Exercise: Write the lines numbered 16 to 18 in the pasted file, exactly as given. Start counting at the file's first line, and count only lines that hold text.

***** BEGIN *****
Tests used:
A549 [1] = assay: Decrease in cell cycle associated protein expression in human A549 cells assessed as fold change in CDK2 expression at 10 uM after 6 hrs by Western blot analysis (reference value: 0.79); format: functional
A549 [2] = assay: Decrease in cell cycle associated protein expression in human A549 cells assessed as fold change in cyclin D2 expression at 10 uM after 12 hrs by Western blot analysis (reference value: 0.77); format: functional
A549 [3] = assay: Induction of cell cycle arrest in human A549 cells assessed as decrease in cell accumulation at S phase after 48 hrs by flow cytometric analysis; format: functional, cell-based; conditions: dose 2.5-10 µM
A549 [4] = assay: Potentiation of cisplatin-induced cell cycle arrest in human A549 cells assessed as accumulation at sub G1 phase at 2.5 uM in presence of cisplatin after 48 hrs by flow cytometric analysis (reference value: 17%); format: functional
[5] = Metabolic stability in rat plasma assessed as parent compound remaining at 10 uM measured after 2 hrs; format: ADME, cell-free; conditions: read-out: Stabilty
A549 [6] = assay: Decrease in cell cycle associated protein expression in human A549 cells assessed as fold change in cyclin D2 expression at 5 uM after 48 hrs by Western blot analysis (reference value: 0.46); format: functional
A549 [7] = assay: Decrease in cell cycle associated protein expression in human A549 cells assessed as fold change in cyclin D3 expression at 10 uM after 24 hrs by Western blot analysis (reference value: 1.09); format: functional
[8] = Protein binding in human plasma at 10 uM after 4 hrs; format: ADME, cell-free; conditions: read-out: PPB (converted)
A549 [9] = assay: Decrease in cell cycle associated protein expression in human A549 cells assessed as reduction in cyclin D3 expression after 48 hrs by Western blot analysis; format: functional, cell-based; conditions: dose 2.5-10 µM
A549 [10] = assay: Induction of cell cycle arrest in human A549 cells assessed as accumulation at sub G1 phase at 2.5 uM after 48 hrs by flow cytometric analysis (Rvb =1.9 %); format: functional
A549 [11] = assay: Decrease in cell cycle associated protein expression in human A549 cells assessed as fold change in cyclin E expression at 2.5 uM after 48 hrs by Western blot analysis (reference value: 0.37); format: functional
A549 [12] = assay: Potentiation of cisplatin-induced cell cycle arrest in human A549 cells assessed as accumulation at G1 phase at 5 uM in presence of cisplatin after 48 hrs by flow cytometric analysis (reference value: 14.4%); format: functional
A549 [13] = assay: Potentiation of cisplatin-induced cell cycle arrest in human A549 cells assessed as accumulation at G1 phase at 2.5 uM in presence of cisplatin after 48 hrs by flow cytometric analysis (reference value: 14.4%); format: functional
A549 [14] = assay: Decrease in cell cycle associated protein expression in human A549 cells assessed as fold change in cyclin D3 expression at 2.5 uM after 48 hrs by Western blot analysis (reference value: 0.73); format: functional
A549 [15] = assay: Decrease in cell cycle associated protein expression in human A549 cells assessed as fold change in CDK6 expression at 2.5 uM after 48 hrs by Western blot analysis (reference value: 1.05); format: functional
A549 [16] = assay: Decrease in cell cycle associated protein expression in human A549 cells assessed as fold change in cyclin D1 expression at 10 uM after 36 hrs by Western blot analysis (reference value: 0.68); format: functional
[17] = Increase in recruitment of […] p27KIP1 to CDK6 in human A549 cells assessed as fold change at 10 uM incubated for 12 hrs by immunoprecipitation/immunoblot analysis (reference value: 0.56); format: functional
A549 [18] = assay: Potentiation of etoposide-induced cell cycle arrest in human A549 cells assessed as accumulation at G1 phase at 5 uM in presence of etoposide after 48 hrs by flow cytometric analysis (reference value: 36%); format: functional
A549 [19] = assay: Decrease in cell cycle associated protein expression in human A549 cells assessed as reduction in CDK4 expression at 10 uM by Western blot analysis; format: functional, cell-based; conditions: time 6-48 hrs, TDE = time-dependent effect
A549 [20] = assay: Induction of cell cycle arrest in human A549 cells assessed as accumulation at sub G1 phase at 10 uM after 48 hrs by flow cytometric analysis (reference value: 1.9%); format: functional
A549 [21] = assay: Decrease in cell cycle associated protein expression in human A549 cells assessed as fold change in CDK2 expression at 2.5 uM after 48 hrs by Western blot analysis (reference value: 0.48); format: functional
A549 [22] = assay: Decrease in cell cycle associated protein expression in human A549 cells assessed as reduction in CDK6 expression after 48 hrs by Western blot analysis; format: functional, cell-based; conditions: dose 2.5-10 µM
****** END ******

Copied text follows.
A549 [15] = assay: Decrease in cell cycle associated protein expression in human A549 cells assessed as fold change in CDK6 expression at 2.5 uM after 48 hrs by Western blot analysis (reference value: 1.05); format: functional
A549 [16] = assay: Decrease in cell cycle associated protein expression in human A549 cells assessed as fold change in cyclin D1 expression at 10 uM after 36 hrs by Western blot analysis (reference value: 0.68); format: functional
[17] = Increase in recruitment of […] p27KIP1 to CDK6 in human A549 cells assessed as fold change at 10 uM incubated for 12 hrs by immunoprecipitation/immunoblot analysis (reference value: 0.56); format: functional